A convex or y-monotone polygon can be split into two polylines, one with edges increasing in y, and one with edges decreasing in y. The split occurs at two vertices with max y and min y coordinates. Note that these vertices are at the top and bottom of the polygon's bounding box, and if they are both above or both below P’s y-coordinate, then the test point is outside the polygon. Otherwise, each of these two polylines intersects a ray paralell to the x-axis once, and each potential crossing edge can be found by doing a binary search on the vertices of each polyline. This results in a practical O(log n) (preprocessing and runtime) algorithm for convex and montone polygon inclusion testing. For example, in the following diagram, only three binary search vertices have to be tested on each polyline (A1, A2, A3 ascending; and B1, B2, B3 descending): This method also works for polygons that are monotone in an arbitrary direction. One then uses a ray from P that is perpendicular to the direction of monotonicity, and the algorithm is easily adapted. A little more computation is needed to determine which side of the ray a vertex is on, but for a large enough polygon, the O(log n) performance more than makes up for the overhead.

## Implementations

Here is a "C++" implementation of the winding number algorithm for the inclusion of a point in polygon. We just give the 2D case, and use the simplest structures for a point and a polygon which may differ in your application.

// Copyright 2000 softSurfer, 2012 Dan Sunday
// This code may be freely used and modified for any purpose
// providing that this copyright notice is included with it.
// SoftSurfer makes no warranty for this code, and cannot be held
// liable for any real or imagined damage resulting from its use.
// Users of this code must verify correctness for their application.

// a Point is defined by its coordinates {int x, y;}
//===================================================================

// isLeft(): tests if a point is Left|On|Right of an infinite line.
//    Input:  three points P0, P1, and P2
//    Return: >0 for P2 left of the line through P0 and P1
//            =0 for P2  on the line
//            <0 for P2  right of the line
//    See: Algorithm 1 "Area of Triangles and Polygons"
inline int
isLeft( Point P0, Point P1, Point P2 )
{
return ( (P1.x - P0.x) * (P2.y - P0.y)
- (P2.x -  P0.x) * (P1.y - P0.y) );
}
//===================================================================

// cn_PnPoly(): crossing number test for a point in a polygon
//      Input:   P = a point,
//               V[] = vertex points of a polygon V[n+1] with V[n]=V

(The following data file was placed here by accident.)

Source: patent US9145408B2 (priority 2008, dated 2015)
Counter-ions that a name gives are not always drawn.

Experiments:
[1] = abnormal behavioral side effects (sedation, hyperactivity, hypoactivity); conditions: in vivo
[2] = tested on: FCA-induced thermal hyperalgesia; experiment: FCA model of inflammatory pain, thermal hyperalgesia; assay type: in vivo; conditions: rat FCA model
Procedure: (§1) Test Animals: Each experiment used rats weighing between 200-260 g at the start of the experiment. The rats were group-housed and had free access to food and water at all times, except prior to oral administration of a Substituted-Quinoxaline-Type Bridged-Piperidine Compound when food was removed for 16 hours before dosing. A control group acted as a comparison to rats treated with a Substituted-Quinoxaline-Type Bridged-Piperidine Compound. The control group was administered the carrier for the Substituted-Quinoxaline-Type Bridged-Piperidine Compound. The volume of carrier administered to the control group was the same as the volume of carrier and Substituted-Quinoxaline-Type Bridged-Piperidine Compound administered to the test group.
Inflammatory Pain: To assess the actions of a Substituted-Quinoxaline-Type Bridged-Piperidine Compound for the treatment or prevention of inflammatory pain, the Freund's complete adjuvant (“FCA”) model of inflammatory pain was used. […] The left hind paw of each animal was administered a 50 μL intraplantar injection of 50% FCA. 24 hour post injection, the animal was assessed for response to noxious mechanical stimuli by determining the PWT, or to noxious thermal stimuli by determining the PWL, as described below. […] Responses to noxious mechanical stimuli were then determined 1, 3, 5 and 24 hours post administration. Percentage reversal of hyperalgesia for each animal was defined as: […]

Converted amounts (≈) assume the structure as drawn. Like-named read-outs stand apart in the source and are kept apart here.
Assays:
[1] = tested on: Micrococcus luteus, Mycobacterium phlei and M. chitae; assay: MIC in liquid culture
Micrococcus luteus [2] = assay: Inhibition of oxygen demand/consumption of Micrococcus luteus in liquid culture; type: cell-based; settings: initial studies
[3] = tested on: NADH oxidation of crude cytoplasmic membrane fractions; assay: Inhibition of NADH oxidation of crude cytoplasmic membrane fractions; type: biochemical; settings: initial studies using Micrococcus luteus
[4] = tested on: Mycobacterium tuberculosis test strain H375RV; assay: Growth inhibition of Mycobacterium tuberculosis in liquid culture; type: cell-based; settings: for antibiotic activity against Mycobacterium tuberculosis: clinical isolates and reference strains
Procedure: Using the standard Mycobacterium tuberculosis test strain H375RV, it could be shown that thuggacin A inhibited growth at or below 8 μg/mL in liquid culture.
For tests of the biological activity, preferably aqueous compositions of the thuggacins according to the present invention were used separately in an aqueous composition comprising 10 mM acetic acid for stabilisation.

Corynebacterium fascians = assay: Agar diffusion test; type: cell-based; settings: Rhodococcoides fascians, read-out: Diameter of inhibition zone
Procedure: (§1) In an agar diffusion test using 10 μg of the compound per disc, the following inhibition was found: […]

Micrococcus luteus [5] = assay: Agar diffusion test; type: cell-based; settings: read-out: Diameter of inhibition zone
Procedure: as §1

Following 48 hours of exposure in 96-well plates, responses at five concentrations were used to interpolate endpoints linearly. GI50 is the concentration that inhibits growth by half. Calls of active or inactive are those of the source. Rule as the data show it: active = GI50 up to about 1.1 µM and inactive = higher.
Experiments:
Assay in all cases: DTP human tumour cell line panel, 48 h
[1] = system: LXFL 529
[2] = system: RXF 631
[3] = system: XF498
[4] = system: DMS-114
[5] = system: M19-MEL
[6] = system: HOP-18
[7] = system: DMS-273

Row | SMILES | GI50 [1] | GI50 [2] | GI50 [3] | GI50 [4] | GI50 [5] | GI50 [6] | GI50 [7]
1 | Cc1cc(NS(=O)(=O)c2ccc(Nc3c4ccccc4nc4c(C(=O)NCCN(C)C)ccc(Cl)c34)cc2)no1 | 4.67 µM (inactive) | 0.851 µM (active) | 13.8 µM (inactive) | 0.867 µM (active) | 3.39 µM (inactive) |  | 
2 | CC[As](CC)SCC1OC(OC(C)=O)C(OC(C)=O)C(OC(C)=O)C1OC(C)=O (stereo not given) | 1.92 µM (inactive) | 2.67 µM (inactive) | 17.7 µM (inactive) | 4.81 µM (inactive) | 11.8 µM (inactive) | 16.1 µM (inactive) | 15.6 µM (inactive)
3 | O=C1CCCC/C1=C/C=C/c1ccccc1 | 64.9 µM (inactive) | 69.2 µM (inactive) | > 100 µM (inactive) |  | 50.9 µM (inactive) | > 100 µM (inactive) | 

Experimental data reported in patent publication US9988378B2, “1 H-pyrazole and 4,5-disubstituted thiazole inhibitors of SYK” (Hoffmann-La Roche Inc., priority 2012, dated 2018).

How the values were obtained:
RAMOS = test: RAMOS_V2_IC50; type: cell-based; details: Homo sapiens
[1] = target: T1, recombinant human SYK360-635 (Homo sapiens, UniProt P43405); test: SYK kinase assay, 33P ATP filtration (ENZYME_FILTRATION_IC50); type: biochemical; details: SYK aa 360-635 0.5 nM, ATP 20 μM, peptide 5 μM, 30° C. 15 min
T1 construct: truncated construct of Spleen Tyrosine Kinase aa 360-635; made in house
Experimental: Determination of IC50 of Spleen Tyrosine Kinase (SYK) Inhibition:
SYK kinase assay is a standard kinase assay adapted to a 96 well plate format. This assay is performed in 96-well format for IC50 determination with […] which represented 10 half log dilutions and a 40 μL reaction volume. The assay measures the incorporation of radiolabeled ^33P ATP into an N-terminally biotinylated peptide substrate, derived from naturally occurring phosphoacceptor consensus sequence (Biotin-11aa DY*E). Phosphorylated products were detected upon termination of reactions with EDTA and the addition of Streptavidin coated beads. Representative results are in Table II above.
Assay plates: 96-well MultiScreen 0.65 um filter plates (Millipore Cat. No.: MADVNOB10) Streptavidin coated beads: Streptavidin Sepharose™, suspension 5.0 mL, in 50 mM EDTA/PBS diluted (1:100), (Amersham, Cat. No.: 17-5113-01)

//      Return:  0 = outside, 1 = inside
// This code is patterned after [Franklin, 2000]
int
cn_PnPoly( Point P, Point* V, int n )
{
int    cn = 0;    // the  crossing number counter

// loop through all edges of the polygon
for (int i=0; i<n; i++) {    // edge from V[i]  to V[i+1]
if (((V[i].y <= P.y) && (V[i+1].y > P.y))     // an upward crossing
|| ((V[i].y > P.y) && (V[i+1].y <=  P.y))) { // a downward crossing
// compute  the actual edge-ray intersect x-coordinate
float vt = (float)(P.y  - V[i].y) / (V[i+1].y - V[i].y);
if (P.x <  V[i].x + vt * (V[i+1].x - V[i].x)) // P.x < intersect
++cn;   // a valid crossing of y=P.y right of P.x
}
}
return (cn&1);    // 0 if even (out), and 1 if  odd (in)

}
//===================================================================

// wn_PnPoly(): winding number test for a point in a polygon
//      Input:   P = a point,
//               V[] = vertex points of a polygon V[n+1] with V[n]=V
//      Return:  wn = the winding number (=0 only when P is outside)
int
wn_PnPoly( Point P, Point* V, int n )
{
int    wn = 0;    // the  winding number counter

// loop through all edges of the polygon
for (int i=0; i<n; i++) {   // edge from V[i] to  V[i+1]
if (V[i].y <= P.y) {          // start y <= P.y
if (V[i+1].y  > P.y)      // an upward crossing
if (isLeft( V[i], V[i+1], P) > 0)  // P left of  edge
++wn;            // have  a valid up intersect
}
else {                        // start y > P.y (no test needed)
if (V[i+1].y  <= P.y)     // a downward crossing
if (isLeft( V[i], V[i+1], P) < 0)  // P right of  edge
--wn;            // have  a valid down intersect
}
}
return wn;
}
//===================================================================

## References

James Foley, Andries van Dam, Steven Feiner &  John Hughes, "Filled Primitives" in Computer Graphics (3rd Edition) (2013)

Wm. Randolph Franklin, "PNPOLY  - Point Inclusion in Polygon Test" Web Page (2000)

Eric Haines, "Point in Polygon Strategies" in Graphics Gems IV (1994)

Tomas Moller & Eric Haines, "Ray/Polygon Intersection" in Real-Time Rendering (3rd Edition) (2008)

Joseph O'Rourke, "Point in  Polygon" in Computational Geometry in C (2nd Edition) (1998)

John M. Snyder & Alan H. Barr, "Ray Tracing Complex  Models Containing Surface Tessellations", Computer Graphics 21(4), 119-126 (1987)  [also in the Proceedings of SIGGRAPH 1987]